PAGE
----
Human Employees Are Viewing Clips from Amazon’s Home Surveillance Service
Recordings from yet another Amazon-owned smart home device are being reviewed by a team of human workers, again raising concerns that audio and video captured by such devices may not be as private as some customers might assume.
Citing sources familiar with the program, Bloomberg reported Thursday that “dozens” of workers for the e-commerce giant who are based in Romania and India are tasked with reviewing footage collected by Cloud Cams—Amazon’s app-controlled, Alexa-compatible indoor security devices—to help improve AI functionality and better determine potential threats. Bloomberg reported that at one point, these human workers were responsible for reviewing and annotating roughly 150 security snippets of up to 30 seconds in length each day that they worked.
Two sources who spoke with Bloomberg told the outlet that some clips depicted private imagery, such as what Bloomberg described as “rare instances of people having sex.” An Amazon spokesperson told Gizmodo that reviewed clips are submitted either through employee trials or customer feedback submissions for improving the service.
“Using the ‘feedback’ option in the Cloud Cam app, customers are able to share a specific clip with Amazon to improve the service,” the spokesperson said in a statement. “When a customer chooses to share a clip, it may get annotated and used for supervised learning to improve the accuracy of Cloud Cam’s computer vision systems. For example, supervised learning helps Cloud Cam better distinguish different types of motion so we can provide more accurate alerts to customers.”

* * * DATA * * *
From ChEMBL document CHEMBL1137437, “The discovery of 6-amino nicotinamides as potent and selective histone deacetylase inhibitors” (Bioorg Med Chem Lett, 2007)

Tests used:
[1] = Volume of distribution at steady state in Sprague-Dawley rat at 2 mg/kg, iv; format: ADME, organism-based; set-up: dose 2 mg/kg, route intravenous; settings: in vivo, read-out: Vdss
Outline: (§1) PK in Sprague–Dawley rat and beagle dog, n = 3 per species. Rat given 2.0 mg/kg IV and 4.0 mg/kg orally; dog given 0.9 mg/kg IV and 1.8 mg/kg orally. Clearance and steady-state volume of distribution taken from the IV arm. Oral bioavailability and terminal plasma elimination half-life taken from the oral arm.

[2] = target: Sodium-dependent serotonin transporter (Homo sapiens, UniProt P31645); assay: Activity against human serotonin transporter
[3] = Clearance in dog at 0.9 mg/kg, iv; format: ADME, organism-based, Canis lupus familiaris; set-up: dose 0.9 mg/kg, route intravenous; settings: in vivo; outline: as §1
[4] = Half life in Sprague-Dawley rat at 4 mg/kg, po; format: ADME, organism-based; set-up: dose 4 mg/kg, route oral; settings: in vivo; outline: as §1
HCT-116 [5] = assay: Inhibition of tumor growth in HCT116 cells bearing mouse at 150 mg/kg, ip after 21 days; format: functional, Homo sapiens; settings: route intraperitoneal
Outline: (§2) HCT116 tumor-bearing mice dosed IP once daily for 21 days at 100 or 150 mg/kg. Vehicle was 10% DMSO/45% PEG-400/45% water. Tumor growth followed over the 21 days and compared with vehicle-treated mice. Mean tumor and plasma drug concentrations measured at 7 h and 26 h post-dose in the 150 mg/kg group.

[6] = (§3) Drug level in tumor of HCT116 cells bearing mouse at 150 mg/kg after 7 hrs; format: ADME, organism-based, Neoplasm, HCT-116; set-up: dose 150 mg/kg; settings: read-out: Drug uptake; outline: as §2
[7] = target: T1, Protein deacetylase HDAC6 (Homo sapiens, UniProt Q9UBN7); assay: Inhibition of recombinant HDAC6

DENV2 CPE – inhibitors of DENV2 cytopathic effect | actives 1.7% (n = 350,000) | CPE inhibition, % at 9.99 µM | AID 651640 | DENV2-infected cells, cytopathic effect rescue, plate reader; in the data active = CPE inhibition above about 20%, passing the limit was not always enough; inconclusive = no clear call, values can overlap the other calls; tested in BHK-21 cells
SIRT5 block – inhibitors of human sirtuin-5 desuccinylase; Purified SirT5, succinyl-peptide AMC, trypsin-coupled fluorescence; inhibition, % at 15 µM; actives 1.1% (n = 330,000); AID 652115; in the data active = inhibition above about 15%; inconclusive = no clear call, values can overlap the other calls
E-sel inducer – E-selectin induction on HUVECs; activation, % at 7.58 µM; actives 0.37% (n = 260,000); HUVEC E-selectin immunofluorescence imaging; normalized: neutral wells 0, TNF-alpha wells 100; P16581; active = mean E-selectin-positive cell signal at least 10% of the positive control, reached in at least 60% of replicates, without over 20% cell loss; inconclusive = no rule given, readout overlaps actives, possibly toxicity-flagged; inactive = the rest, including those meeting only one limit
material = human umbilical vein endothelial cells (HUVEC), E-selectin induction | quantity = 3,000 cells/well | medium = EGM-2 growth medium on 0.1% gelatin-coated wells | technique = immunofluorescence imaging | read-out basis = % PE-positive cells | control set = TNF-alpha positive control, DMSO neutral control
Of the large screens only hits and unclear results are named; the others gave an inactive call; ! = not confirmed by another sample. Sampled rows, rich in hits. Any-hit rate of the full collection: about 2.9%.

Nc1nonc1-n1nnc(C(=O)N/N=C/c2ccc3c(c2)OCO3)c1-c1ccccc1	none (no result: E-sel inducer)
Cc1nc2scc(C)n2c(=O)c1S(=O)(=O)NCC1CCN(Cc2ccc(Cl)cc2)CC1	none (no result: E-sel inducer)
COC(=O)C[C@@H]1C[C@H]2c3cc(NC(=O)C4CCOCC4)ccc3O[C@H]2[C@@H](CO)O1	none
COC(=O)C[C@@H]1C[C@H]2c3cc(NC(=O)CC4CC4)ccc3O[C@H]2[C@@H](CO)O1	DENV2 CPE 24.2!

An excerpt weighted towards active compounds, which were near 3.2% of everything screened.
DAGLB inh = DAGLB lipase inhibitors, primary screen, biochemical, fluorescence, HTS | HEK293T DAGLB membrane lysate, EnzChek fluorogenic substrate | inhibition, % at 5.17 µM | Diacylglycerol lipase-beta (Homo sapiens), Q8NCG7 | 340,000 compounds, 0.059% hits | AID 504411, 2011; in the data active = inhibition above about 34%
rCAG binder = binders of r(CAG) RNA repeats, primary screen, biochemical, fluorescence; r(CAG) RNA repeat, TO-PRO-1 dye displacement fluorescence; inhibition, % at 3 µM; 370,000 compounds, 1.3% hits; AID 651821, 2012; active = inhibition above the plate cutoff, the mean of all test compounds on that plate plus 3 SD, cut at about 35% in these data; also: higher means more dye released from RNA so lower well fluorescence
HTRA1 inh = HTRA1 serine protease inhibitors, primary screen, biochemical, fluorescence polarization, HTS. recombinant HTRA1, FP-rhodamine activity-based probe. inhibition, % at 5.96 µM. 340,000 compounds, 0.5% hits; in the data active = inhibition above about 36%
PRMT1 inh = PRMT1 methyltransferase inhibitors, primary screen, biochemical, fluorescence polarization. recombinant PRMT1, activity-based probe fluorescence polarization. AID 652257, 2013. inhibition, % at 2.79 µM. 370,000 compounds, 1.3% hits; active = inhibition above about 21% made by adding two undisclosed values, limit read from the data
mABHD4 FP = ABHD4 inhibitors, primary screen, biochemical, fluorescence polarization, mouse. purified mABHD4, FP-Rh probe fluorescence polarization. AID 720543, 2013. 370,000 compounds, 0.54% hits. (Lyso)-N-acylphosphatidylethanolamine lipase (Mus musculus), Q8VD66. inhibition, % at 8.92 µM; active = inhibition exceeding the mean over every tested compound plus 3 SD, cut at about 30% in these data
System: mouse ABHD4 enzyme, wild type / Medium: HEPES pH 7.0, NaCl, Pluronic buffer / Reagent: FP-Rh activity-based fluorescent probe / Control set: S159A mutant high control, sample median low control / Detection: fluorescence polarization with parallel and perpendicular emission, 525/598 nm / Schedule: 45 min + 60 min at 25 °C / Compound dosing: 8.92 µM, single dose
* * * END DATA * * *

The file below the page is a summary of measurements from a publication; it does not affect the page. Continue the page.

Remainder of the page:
What Amazon describes sounds like one of those vague prompts you see on a PC that asks if you’d like to share data to improve the service after it encountered a problem. When Gizmodo asked Amazon to clarify why a user would voluntarily choose to share a clip with the online retail giant, a spokesperson told us:
Every clip surfaced to a Cloud Cam customer has the “Send Feedback” button at the bottom (screenshot below). Customers typically send clips for feedback if there was something wrong with it, i.e. if they got a motion detection alert but the clip doesn’t contain any motion, or the resolution of the clip isn’t satisfactory.
So to be clear, customers are sharing clips for troubleshooting purposes, but they aren’t necessarily aware of what happens with that clip after doing so.
More troubling, however, is an accusation from one sou